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Executives

Sarika Sahni – Investor Relations

David P. Kirchhoff - President, Chief Executive Officer & Director

Ann M. Sardini - Chief Financial Officer

Analysts

Jerry Herman – Stifel, Nicolaus & Company

Christopher Ferrara – Bank of America Merrill Lynch

Gregory Badishkanian – Citi

Michael Binetti – UBS

Weight Watchers International, Inc. (WTW) Q1 2009 Earnings Call May 7, 2009 5:00 PM ET

Sarika Sahni

Thank you to everyone for joining us today for Weight Watchers International’s first quarter 2009 conference call. With us on the call are David Kirchhoff, President and Chief Executive Officer and Ann Sardini, Chief Financial Officer. At about 4:00 pm Eastern time today the company issued a press release reporting its financial results for the first quarter 2009.

The purpose of this call is to provide investors with some further details regarding the company’s financial results as well as to provide a general update on the company’s progress. The press release is available at www.WeightWatchersInternational.com. Before we begin let me remind everyone that this call will contain forward-looking statements.

Investors should be aware that any forward-looking statements are subject to various risks and uncertainties that could cause actual results to differ materially from those discussed here today. These risk factors are explained in detail in the company’s filings with the Securities and Exchange Commission.

The company does not undertake any obligation to publicly update or revise any forward-looking statements whether as a result of new information, future events or otherwise. I would now like to turn the call over to Mr. Kirchhoff.

David P. Kirchhoff

Thank you for joining us as we review Weight Watchers International’s performance for the first quarter of fiscal year 2009. Overall Q1 2009 was within our expectations and consistent with the overall guidance we provided on our last earnings call. As expected our business has been significantly impacted by two key factors, one, the global recession and two, the strengthened US dollar.

With respect to the economy we felt the impact primarily in enrollments, US product sales and to a lesser extent a slight softening of retention due to increased credit card declines. NACO was the largest source of softness in results but was within our expectations while some of our overseas markets held up relatively better particularly the UK.

WeightWatchers.com had a solid first quarter with low double digit growth in the exit subscriber base for its Weight Watchers online products. Finally licensing grew a respectable 5% on a constant currency basis despite our premium positioning. In reviewing our financial results I would like to remind everyone that our Q1 results versus prior year benefited from the timing of Easter which fell in the second quarter this year versus the first quarter last year.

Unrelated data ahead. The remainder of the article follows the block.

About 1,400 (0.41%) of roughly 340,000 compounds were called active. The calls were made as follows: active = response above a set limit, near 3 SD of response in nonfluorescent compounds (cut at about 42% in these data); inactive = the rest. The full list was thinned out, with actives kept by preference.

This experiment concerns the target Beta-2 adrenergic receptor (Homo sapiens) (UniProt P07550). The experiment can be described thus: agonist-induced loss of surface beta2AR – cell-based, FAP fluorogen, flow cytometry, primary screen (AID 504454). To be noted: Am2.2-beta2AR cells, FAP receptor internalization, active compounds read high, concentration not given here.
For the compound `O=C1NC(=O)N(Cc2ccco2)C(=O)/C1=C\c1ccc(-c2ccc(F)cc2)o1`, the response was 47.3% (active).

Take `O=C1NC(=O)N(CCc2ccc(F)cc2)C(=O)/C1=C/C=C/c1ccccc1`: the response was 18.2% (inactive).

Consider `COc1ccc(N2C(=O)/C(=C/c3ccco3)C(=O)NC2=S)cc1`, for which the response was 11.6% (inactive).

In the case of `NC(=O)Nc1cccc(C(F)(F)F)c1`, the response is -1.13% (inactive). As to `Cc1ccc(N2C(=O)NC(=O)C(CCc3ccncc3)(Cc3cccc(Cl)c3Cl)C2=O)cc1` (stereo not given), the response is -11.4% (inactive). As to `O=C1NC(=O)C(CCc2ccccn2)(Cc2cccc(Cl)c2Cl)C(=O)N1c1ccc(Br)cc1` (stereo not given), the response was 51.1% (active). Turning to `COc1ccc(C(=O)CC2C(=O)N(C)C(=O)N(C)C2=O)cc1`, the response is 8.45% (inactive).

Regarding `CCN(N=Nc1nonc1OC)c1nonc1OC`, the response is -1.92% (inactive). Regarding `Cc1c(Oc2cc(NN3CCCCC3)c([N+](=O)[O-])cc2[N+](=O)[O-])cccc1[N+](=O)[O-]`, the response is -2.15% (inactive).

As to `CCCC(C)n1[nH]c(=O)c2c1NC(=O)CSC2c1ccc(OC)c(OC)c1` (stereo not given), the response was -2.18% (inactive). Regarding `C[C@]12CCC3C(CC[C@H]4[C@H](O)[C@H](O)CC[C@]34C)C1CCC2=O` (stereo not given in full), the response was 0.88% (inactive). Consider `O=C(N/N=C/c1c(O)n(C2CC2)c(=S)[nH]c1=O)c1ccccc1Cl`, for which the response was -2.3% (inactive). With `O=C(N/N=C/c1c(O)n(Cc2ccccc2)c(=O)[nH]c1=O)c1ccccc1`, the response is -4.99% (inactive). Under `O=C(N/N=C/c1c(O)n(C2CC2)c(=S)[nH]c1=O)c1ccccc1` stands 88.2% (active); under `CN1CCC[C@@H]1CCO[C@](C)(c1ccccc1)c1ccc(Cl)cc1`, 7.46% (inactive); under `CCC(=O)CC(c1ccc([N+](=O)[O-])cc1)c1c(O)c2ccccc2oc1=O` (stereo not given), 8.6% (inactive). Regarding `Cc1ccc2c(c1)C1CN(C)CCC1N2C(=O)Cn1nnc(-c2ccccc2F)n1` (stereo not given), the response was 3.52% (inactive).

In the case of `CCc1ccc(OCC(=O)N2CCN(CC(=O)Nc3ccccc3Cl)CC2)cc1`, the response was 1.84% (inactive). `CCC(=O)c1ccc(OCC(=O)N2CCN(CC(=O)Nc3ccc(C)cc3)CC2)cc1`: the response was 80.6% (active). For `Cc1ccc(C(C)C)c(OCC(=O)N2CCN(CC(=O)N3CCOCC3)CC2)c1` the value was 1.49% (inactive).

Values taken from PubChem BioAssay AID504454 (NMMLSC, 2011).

Our meeting business also marginally benefited from the fact that our fiscal 2009 year commenced on January 4th this year versus December 30th last year. The impact of these two timing events is most significantly seen in the attendance figures while revenue was less impacted due to our shift to a commitment plan pricing model. Total company Q1 revenues declined by 11% versus the prior year period.

Most of this decline was due to the strengthened US dollar which impacted our results around the world particularly in the UK where the value of the UK pound against the US dollar declined by over 27% versus last year’s first quarter. On a constant currency basis global revenues declined 2.5% versus the prior period driven by softness in our NACO business.

For the first quarter as reported meeting fees declined 12%, product sales and other revenues declined 15% while Internet revenues were up 6%. On a constant currency basis meeting fees declined 4%, product sales and other revenues declined 4% and Internet revenues grew 11%. From a volume perspective global paid weeks in our meetings were down 2% versus the prior period quarter while global attendances were down 5%.

Without the benefit of the late Easter and the later start to the fiscal year global paid meetings weeks would have been down approximately 5% while global attendances would have been down 10%. In contrast paid weeks for Weight Watchers Online were up 14% for the first quarter versus Q1 last year.

Global paid weeks for our combined meetings and Weight Watchers Online offerings were up 3% on an as reported basis and flat without the benefit of a late Easter and later start to the fiscal year. Operating income declined 16% on an as reported basis and 11% on a constant dollar basis excluding restructuring charges associated with our first quarter cost savings initiatives.